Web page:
“Going organic” can seem overwhelming:

  • How do I know this produce really is organic?
  • Where do I find certified organic food?
  • How can I fit organic foods into my family’s food budget?
  • Does organic food require a different type of preparation?

It can make you feel as if you’re back in middle school in Cooking 101 class. In other words, you feel inept and no one wants to feel that way.

OrganiceEating.com to the rescue! Take a look below for a short “Beginner’s Guide to Going Organic.”

  1. Shop the outer walls of your grocery store.

If your grocery store doesn’t sell organic food, your next bet is to shop only the store’s perimeter. This tends to be where the fresh vegetables, fruits, meats, milk, eggs, and dairy are located.

  1. Beginner’s organic grocery list.

If your store does offer organic produce and/or meat and dairy, it’s best if you purchase only organic varieties of the following fruits and vegetables because their conventionally grown brethren tend to be the most contaminated with pesticides and chemicals:

  • Spinach
  • Peaches
  • Apples
  • Nectarine
  • Sweet Bell Peppers
  • Cucumbers
  • Celery
  • Cherry Tomatoes
  • Strawberries
  • Snap Peas
  • Kale/Collard Greens
  • Potatoes
  1. Realize there’s a difference between “natural” and “organic.”

Any product labeled natural might not be organic because only those labeled “USDA Certified Organic” have been certified as having met the strict uniform standards the United States Department of Agriculture (USDA) has set. Any product with that USDA certified label has been grown to those standards.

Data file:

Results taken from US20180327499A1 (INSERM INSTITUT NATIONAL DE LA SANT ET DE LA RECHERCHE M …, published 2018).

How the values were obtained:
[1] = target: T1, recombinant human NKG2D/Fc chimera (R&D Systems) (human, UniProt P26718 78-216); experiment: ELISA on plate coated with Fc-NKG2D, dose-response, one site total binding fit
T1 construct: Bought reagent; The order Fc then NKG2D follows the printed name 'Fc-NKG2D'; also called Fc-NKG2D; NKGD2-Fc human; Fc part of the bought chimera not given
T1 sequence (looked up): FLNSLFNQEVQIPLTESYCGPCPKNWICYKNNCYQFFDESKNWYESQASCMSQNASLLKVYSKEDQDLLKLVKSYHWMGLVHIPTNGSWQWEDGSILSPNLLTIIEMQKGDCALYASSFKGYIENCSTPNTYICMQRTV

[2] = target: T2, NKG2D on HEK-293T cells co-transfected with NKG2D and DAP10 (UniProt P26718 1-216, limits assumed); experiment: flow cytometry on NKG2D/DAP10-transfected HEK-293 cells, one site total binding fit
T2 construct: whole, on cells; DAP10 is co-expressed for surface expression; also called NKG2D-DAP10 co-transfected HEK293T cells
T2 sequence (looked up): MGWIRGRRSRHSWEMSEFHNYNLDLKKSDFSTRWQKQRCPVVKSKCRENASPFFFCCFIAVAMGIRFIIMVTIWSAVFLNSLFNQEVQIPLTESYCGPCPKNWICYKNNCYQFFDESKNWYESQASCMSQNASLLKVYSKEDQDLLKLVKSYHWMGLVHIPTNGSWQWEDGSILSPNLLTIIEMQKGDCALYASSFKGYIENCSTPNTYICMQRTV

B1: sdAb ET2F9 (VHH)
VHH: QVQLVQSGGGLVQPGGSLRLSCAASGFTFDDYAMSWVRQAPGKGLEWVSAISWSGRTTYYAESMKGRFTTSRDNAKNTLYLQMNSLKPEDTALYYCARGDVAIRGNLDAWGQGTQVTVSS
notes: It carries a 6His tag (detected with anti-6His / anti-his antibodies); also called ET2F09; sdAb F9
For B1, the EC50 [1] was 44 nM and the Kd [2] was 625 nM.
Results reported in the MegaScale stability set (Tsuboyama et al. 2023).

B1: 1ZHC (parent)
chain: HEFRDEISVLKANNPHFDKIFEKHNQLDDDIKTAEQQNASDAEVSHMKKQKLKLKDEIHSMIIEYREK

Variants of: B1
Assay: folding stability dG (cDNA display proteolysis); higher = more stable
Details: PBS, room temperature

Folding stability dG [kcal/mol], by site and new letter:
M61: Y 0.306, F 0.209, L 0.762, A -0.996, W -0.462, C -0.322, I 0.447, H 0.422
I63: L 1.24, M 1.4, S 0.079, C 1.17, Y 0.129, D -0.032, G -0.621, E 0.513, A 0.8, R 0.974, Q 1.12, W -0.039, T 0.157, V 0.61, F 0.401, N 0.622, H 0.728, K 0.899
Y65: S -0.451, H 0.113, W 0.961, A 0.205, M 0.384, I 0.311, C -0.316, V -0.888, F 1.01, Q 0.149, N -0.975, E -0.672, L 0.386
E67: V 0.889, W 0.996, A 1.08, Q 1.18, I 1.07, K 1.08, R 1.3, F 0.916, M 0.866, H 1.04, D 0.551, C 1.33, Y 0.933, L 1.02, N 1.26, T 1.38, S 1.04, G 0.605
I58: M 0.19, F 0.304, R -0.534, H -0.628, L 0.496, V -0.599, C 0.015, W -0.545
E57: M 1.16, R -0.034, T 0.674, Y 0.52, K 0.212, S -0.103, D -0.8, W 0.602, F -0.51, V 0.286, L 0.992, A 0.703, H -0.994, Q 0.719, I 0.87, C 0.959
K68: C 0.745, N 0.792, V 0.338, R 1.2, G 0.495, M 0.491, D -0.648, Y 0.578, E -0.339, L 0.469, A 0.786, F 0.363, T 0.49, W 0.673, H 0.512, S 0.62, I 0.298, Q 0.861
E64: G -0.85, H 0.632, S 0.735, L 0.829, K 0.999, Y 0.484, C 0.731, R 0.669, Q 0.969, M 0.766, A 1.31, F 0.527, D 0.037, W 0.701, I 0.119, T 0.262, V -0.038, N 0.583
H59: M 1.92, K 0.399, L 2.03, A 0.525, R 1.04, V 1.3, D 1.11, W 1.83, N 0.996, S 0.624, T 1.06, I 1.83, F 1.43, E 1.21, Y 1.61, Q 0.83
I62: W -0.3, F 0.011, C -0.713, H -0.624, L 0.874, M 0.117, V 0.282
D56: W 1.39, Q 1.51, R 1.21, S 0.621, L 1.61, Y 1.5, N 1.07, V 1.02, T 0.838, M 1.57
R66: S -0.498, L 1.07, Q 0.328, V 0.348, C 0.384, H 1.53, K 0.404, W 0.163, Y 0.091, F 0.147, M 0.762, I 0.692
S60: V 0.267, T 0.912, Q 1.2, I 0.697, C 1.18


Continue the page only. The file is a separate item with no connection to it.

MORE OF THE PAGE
1. Watch how much you boil organic vegetables.

You don’t want to boil them to mush – doing so reduces the mineral content within them drastically. Instead, steam them until they are tender but still a bit crunchy.

  1. To save a lot of money, buy your organic fruits and vegetables “in season.”

Apples are fall fruits; buy them in the fall. Strawberries don’t grow in January and so if you’re looking for organic strawberries and you see them in your organic grocer’s in winter, double check that they truly are certified organic. If they are certified organic and for sale in January, you’re going to pay a lot more for them than you will in June.

  1. Look for easy and delicious organic recipes online.

Cooking organic isn’t hard; it’s just the same as cooking with conventionally grown food (although you’ll want to be sure any condiments or seasonings you use also are organic).

Some sites with great recipes include The Whole Daily, Deliciously Organic, the Organic Center, and more.

  1. No need to “go organic” all at once.

You don’t have to throw out all conventionally grown food away at once. Instead, replace your non-organic meats, dairy and produce when you run out, swapping them for food grown and produced organically.

It’s more than OK to take baby steps on your way to eating organically. Start, for example, by using only organic produce for your vegetable dishes. Move up to dairy and eggs next. Finish with organic meat and fish.